There are a couple of things you can rely on when it comes to air travel today and they are the most important things: flying is safe and flying is fast. If you need to cover long distances, there’s no better way to go. That said, there are a few things you cannot count on but I have some strategies to minimize any problems.
LISTEN: Rick Seaney says, trust but verify!
Read Podcast Transcript here.
1. “Don’t worry, your flight will be on-time.”
Airline on-time arrivals and departures are improving but they have a ways to go. In February of this year, only about 70 percent of U.S. flights were on time (but that was better than January’s 67 percent). It’s not just winter ice and sleet either because summer thunderstorms can be just as bad.
Minimize problems: Avoid too-tight connections. If connecting to a flight to Europe or other international destination, give yourself several hours of just-in-case time. When the West Coast is my jump-off point to Asia, I like to fly in the night before.
Also, don’t necessarily trust statements like, “Your flight will be delayed one hour.” If it’s a weather problem, the skies may clear before the appointed hour or a mechanical problem could get fixed sooner than expected but if you’re not in the gate area to get on the plane, you will get left behind.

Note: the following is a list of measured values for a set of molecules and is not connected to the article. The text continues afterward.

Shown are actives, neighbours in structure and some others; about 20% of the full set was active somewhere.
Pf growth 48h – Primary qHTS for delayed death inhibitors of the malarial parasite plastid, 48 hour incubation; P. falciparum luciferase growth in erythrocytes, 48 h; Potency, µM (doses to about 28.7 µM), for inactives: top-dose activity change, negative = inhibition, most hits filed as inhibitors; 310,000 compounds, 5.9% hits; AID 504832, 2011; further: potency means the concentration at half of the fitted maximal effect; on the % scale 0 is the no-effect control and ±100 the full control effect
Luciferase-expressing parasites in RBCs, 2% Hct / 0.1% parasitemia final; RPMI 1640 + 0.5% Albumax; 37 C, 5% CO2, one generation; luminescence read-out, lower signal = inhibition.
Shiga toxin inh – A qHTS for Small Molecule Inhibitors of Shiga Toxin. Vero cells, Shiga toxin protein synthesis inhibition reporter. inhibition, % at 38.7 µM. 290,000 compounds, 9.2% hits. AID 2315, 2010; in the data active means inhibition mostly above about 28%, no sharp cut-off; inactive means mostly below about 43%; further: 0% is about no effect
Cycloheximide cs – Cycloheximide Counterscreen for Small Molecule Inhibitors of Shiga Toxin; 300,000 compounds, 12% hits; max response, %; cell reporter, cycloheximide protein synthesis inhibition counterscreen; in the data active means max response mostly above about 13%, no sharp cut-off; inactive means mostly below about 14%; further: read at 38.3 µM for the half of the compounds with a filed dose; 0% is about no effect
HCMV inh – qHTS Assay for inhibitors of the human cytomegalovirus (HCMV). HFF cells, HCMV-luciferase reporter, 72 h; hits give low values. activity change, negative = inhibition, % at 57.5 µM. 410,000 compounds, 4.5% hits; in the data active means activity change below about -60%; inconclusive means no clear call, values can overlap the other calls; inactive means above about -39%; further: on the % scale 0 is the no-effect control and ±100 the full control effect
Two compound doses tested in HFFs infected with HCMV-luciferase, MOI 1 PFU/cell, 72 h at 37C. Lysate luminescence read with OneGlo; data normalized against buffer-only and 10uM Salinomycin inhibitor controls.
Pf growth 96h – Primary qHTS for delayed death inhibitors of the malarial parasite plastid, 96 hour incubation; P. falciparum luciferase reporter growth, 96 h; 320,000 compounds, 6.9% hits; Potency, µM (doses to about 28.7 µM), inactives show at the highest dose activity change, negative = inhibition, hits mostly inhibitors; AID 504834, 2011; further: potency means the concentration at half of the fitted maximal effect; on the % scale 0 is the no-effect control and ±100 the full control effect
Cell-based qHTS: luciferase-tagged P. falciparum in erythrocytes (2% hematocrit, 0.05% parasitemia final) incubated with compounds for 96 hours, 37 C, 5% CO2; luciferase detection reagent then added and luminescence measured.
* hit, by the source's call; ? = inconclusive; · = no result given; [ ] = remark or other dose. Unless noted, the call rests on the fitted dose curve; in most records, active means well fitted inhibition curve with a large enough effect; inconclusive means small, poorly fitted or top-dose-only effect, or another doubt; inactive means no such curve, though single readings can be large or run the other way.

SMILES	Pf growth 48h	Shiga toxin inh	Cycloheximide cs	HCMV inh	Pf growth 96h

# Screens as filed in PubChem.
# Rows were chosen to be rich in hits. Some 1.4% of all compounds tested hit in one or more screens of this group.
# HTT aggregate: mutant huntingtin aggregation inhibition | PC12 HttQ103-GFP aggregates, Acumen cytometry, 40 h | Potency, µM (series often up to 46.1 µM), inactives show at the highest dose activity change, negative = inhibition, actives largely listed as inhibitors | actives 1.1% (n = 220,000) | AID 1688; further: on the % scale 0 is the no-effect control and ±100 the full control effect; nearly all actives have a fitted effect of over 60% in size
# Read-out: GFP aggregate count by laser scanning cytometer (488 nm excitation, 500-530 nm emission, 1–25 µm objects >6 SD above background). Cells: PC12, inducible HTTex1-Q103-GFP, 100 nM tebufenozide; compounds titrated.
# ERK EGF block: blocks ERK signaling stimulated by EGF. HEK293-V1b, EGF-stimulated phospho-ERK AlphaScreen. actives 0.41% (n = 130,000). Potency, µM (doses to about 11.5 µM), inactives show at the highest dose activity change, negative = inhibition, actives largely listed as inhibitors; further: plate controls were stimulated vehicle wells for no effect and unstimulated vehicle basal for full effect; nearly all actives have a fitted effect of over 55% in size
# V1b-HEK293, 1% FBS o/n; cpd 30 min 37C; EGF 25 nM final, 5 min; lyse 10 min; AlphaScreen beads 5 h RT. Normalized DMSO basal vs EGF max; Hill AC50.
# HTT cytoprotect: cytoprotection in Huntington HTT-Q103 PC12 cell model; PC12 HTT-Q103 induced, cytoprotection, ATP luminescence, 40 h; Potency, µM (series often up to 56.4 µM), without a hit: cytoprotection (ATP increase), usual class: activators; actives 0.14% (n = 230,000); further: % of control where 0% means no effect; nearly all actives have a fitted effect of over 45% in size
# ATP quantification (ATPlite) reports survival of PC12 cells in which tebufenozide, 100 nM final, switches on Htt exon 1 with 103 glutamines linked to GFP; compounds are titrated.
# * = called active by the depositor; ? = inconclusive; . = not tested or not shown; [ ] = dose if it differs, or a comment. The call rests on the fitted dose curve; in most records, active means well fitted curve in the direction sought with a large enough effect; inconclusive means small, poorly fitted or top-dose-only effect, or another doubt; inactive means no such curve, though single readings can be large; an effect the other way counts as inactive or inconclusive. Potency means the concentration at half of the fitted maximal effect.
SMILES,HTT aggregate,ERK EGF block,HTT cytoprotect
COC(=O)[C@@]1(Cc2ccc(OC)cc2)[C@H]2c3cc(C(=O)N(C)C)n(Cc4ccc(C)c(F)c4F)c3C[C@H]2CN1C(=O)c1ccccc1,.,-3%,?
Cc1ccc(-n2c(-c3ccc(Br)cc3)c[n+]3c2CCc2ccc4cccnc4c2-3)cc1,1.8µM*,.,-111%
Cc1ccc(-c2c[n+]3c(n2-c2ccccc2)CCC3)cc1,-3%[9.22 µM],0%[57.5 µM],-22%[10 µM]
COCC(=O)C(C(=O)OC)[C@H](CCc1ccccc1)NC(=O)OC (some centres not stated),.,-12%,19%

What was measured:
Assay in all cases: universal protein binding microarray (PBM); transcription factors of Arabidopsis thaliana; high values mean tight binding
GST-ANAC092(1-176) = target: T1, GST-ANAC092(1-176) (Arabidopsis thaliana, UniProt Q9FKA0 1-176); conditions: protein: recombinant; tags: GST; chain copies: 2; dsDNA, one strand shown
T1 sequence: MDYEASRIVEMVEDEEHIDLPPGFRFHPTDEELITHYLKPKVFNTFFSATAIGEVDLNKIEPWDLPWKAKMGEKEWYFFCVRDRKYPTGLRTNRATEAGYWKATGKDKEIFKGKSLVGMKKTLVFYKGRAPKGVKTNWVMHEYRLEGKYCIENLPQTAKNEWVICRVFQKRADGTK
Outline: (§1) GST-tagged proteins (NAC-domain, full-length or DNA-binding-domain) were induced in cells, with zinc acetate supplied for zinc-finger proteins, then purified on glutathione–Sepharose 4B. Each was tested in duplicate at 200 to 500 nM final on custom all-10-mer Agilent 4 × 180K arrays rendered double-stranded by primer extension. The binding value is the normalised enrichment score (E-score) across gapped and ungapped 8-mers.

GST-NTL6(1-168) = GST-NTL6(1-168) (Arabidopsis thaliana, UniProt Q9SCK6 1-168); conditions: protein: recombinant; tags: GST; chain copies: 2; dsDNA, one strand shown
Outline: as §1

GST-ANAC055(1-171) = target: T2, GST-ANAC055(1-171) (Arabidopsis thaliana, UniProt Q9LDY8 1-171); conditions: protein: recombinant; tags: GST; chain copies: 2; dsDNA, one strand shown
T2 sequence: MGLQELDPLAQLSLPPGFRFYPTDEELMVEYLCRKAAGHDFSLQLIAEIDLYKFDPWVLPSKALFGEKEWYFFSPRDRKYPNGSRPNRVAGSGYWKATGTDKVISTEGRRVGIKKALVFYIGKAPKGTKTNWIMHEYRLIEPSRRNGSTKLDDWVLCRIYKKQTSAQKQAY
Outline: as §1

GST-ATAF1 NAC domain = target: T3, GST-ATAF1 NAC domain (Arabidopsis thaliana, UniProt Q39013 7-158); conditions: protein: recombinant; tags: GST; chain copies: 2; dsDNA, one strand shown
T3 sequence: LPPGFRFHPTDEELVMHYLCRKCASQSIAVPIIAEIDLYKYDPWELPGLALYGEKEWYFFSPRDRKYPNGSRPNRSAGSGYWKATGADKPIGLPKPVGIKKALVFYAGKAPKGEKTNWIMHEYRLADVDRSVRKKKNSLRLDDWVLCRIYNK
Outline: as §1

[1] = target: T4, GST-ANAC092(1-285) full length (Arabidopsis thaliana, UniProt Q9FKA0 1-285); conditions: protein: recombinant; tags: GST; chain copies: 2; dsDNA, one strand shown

2. “The security lines really move this time of day.”
Security lines can slow down anytime unprepared travelers turn up (“I have to take what out of my bag?”). Even enrollment in the TSA’s PreCheck program is no guarantee of a quick in-and-out of security checkpoints.
Minimize problems: Always build in time for this before heading to the airport – especially in summer.
3. “The airline is not going to lose our kid.”
No, the airline almost certainly won’t lose your solo-traveling youngster, nor will they allow your wheelchair-bound grandmother to sit on a plane alone when the attendant fails to show, but it has happened.
Minimize problems: Make sure anyone you’d worry about has a cell phone with pre-programmed numbers (and knows how to use it), and after you make arrangements for escorts, confirm them. Then confirm them again. And again.
4. “Sit in the back so you’ll have an empty middle seat next to you.”
If this was true, we’d all be in the back. The truth is, airline capacity-cutting has done away with most empty seats, especially during daytime flights (and there are no guarantees on red-eyes, either).
Minimize problems: If you want more room, use miles for upgrades or pay a fee for a bigger seat (it’s not always expensive).
5. “Don’t worry, these folks have a sense of humor.”
Wrong. There is no sense of humor among airline/airport/security employees when it comes to jokes about bombs or even remarks that could in any way be perceived as a threat. Safety is the major concern of airline and security employees and they won’t hesitate to have someone arrested, joke or no joke.
Minimize problems: Wait until you get to your destination before unleashing your inner Louis CK.
- Rick Seaney also wrote about this topic for ABCNews.com. See all his travel columns here.